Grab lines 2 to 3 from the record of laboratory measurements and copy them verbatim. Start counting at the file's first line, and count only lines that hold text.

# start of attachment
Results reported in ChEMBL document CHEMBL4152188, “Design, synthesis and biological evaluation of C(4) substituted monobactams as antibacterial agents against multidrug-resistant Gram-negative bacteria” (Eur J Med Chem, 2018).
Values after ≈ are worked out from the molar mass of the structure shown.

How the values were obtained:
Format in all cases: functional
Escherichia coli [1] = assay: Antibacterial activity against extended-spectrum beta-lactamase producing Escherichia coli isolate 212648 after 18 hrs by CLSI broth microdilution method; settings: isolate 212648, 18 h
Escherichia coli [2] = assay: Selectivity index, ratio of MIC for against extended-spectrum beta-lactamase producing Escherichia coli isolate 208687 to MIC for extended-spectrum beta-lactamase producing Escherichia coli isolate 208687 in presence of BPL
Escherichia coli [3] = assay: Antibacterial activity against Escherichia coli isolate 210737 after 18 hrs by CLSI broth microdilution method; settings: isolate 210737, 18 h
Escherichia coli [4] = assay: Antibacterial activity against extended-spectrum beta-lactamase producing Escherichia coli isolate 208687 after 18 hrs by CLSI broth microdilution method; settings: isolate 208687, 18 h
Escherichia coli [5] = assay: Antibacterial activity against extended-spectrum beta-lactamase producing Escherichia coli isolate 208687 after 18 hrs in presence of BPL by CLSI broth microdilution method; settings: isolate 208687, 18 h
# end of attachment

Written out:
Values after ≈ are worked out from the molar mass of the structure shown.

How the values were obtained: